In a development that seems likely to stir a firestorm of controversy, researchers said Thursday that they have used genes made in the lab to create a synthetic species of bacteria.Yup. Just a matter of time.
"We're here to announce the first synthetic cell," said J. Craig Venter, head of the self-named J. Craig Venter Institute in Rockville, Md., and leader of one of the teams that decoded the human genome.
He told reporters that the new species -- dubbed Mycoplasma mycoides JCVI-syn1.0 -- is similar to one found in nature, except that the chromosome that controls each cell was created from scratch. The research is reported in the May 20 issue of the journal Science.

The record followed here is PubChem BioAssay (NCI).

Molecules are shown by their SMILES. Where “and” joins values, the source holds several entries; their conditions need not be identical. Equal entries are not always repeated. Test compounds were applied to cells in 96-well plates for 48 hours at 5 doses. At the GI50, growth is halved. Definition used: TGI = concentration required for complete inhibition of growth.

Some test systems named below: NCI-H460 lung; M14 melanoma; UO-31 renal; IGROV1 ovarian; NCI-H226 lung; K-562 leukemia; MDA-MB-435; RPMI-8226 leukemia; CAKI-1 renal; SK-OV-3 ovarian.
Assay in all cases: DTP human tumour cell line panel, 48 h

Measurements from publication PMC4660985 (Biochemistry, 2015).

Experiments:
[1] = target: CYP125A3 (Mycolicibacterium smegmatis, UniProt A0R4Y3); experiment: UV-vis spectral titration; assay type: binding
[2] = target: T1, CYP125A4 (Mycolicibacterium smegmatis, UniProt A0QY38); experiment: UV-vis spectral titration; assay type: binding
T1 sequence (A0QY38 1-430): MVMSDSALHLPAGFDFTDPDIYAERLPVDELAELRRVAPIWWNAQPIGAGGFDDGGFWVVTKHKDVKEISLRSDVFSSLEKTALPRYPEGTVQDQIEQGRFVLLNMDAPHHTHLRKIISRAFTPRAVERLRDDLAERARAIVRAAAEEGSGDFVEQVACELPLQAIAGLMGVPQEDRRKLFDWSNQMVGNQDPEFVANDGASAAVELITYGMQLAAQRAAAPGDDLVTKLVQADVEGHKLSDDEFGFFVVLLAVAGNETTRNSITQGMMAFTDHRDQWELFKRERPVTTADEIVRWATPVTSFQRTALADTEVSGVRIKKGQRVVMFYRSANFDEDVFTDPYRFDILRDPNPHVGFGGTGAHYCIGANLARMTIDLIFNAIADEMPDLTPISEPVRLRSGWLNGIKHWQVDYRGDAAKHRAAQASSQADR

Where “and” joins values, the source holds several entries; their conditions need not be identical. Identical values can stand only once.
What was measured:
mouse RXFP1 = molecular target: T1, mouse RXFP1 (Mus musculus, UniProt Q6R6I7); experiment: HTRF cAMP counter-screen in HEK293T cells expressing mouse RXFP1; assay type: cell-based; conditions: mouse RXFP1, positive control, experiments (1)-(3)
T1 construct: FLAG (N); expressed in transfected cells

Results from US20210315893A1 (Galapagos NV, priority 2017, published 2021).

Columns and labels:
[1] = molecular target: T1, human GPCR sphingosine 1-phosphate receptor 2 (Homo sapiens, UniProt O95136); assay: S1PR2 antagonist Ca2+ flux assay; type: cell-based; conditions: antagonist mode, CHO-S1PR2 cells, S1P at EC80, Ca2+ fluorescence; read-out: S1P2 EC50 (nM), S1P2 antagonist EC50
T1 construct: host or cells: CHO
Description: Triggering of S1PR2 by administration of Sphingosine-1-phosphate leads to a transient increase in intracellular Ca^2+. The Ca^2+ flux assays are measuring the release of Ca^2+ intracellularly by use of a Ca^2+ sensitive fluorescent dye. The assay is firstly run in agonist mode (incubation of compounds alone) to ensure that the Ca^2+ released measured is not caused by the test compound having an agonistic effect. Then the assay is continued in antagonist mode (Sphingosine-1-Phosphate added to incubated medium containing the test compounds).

The new species, Venter said, started with researchers digitizing the genetic code for the new species on computers, then assembling the nucleotides using "four bottles of chemicals" into sections of DNA. The DNA sections were assembled in yeast cells to form a synthetic chromosome, which was then transferred to a related species of bacteria, M. capricolum.
Here's a great line from later in the piece:
"This is the first self-replicating species that we've had on the planet whose parent is a computer," Venter said.Gotta love scientists.